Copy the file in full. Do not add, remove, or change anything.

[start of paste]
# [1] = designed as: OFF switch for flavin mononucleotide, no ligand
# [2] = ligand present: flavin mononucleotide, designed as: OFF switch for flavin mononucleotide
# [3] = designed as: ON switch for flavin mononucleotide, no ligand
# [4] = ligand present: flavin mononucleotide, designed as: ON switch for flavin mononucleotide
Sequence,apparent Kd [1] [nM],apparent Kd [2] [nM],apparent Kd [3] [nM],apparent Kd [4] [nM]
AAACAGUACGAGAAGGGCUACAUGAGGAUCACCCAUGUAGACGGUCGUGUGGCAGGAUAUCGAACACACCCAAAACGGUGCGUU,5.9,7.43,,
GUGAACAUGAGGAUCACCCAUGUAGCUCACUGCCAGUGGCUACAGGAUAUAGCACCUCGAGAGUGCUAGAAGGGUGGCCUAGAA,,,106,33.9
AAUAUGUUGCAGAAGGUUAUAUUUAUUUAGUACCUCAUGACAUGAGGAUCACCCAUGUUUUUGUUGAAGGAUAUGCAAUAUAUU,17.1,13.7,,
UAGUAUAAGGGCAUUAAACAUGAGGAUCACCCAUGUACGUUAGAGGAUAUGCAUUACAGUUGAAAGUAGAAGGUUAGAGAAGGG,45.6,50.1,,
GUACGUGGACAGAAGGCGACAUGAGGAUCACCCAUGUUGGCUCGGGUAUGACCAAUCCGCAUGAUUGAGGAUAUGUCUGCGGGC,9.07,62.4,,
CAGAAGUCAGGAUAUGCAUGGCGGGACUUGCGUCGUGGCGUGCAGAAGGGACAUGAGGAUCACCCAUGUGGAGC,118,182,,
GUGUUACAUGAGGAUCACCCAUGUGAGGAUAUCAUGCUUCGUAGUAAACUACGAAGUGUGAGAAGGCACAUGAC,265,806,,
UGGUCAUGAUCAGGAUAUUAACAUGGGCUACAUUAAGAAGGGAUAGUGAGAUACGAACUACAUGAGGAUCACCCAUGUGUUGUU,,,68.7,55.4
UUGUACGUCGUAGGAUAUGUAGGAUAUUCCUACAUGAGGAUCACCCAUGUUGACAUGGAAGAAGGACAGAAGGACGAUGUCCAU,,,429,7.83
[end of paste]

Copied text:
# [1] = designed as: OFF switch for flavin mononucleotide, no ligand
# [2] = ligand present: flavin mononucleotide, designed as: OFF switch for flavin mononucleotide
# [3] = designed as: ON switch for flavin mononucleotide, no ligand
# [4] = ligand present: flavin mononucleotide, designed as: ON switch for flavin mononucleotide
Sequence,apparent Kd [1] [nM],apparent Kd [2] [nM],apparent Kd [3] [nM],apparent Kd [4] [nM]
AAACAGUACGAGAAGGGCUACAUGAGGAUCACCCAUGUAGACGGUCGUGUGGCAGGAUAUCGAACACACCCAAAACGGUGCGUU,5.9,7.43,,
GUGAACAUGAGGAUCACCCAUGUAGCUCACUGCCAGUGGCUACAGGAUAUAGCACCUCGAGAGUGCUAGAAGGGUGGCCUAGAA,,,106,33.9
AAUAUGUUGCAGAAGGUUAUAUUUAUUUAGUACCUCAUGACAUGAGGAUCACCCAUGUUUUUGUUGAAGGAUAUGCAAUAUAUU,17.1,13.7,,
UAGUAUAAGGGCAUUAAACAUGAGGAUCACCCAUGUACGUUAGAGGAUAUGCAUUACAGUUGAAAGUAGAAGGUUAGAGAAGGG,45.6,50.1,,
GUACGUGGACAGAAGGCGACAUGAGGAUCACCCAUGUUGGCUCGGGUAUGACCAAUCCGCAUGAUUGAGGAUAUGUCUGCGGGC,9.07,62.4,,
CAGAAGUCAGGAUAUGCAUGGCGGGACUUGCGUCGUGGCGUGCAGAAGGGACAUGAGGAUCACCCAUGUGGAGC,118,182,,
GUGUUACAUGAGGAUCACCCAUGUGAGGAUAUCAUGCUUCGUAGUAAACUACGAAGUGUGAGAAGGCACAUGAC,265,806,,
UGGUCAUGAUCAGGAUAUUAACAUGGGCUACAUUAAGAAGGGAUAGUGAGAUACGAACUACAUGAGGAUCACCCAUGUGUUGUU,,,68.7,55.4
UUGUACGUCGUAGGAUAUGUAGGAUAUUCCUACAUGAGGAUCACCCAUGUUGACAUGGAAGAAGGACAGAAGGACGAUGUCCAU,,,429,7.83